Thursday, 26 January 2012

The Real Woman

This is inspired by an article I read in the Guardian, and its view point on what defines a "real" woman.

In a society where body image is constantly scrutinised, whether it be the "what's hot and what's not" nature of celebrity magazines, or the constant images and articles written about weight loss, surgery, cosmetics etc being the answer to all life's problems, it is becoming increasingly difficult to have a realistic view on what constitutes "real" or "fake", "healthy" or "unhealthy". Therefore, I resort (once again) to dictionary definitions for an objective definition of "real".

Firstly, the definition of real in the Concise Oxford Dictionary is: "something actually existing or occurring in fact; not imagined or supposed". Therefore, I believe that the media's idea of a "real woman" does not exist. This is because, as the article says, we see this phrase "the real woman" used and flashed around constantly, but nobody seems to have a firm idea of what it defines, except the fact that often it is used in a derivative way about thin women ie models. The term has become prominent in recent years, as a back lash to the ideals of the extremely thin woman.  At first I understood this point of view, and even empathised with it. This is because I am not thin and probably will never have that kind of body shape, so naturally I am almost totally excluded from the industry of high fashion, and feel unrepresented in the media. I had my view clouded and dictated by what the media told me, and felt almost victimised by images of "perfection" because I wasn't a size 0. When the "craze for curves" began and it was more acceptable for women not to be androgynous I was elated; finally something was being done about the  wrong idea that every woman was inadequate if they weren't thin. But think about it, if the "real women" idea becomes as prominent as the size 0 = perfection idea that most girls & women struggle with, will the media be making the same mistake again?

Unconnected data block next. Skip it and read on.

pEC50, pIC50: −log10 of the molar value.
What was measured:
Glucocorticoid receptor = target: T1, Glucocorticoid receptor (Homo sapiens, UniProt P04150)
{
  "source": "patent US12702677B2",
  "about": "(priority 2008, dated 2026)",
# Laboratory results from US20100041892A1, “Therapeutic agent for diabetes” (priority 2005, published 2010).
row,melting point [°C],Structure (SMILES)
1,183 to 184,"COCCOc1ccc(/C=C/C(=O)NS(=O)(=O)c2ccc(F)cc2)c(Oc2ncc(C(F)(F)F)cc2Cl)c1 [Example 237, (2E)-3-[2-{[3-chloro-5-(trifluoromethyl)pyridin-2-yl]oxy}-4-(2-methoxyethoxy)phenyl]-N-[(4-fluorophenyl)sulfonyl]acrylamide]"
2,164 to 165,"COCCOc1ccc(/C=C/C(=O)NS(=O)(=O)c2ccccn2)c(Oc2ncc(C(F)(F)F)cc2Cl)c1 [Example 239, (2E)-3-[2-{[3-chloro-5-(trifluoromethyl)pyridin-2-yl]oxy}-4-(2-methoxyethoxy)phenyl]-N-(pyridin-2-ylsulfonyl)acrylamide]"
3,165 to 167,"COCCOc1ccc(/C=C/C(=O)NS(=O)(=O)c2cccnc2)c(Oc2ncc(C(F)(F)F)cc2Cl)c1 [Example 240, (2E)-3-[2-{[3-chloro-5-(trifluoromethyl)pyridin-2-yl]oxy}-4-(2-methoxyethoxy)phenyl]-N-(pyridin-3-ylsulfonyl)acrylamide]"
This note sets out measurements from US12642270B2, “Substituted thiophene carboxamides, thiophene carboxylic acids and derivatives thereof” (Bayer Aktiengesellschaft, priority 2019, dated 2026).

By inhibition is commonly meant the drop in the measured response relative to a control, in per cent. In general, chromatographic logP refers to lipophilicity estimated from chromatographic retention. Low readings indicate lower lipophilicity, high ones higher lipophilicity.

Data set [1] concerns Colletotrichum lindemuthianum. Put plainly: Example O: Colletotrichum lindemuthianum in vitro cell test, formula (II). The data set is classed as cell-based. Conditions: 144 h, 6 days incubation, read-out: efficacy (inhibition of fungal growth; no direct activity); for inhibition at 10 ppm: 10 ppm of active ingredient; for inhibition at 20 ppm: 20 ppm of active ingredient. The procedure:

For many years I felt victimised and inadequate as a result of the media's idea of a uniform image of beauty, but by allowing the image of the "real woman" to dominate, the tables are then turned on those who are size 0. They will then feel like the victims, the ones who are somehow lacking in something, simply because of their dress size. This is not right. The fact is, that there is no one image of beauty, and no "standard" amongst humans. Everyone was created differently, with different builds and different bone structures. 

Instead of victimising and bullying those who are different, and viewing these differences as flaws, we should be CELEBRATING this diversity and rejoicing in it. I am not advocating any kind of extreme unhealthy shape or way of life, but I am saying that as long as you are healthy then you should be comfortable with who you are and use it to your advantage. It sounds cheesy, but honestly, I believe nothing is more beautiful than a girl who is happy, healthy and confident with who she is. That for me is the image of the "real woman", regardless as to whether she is a size 0 or a size 16. It has taken me a long time to realise this, and it has done me the world of good to understand it.

No comments:

Post a Comment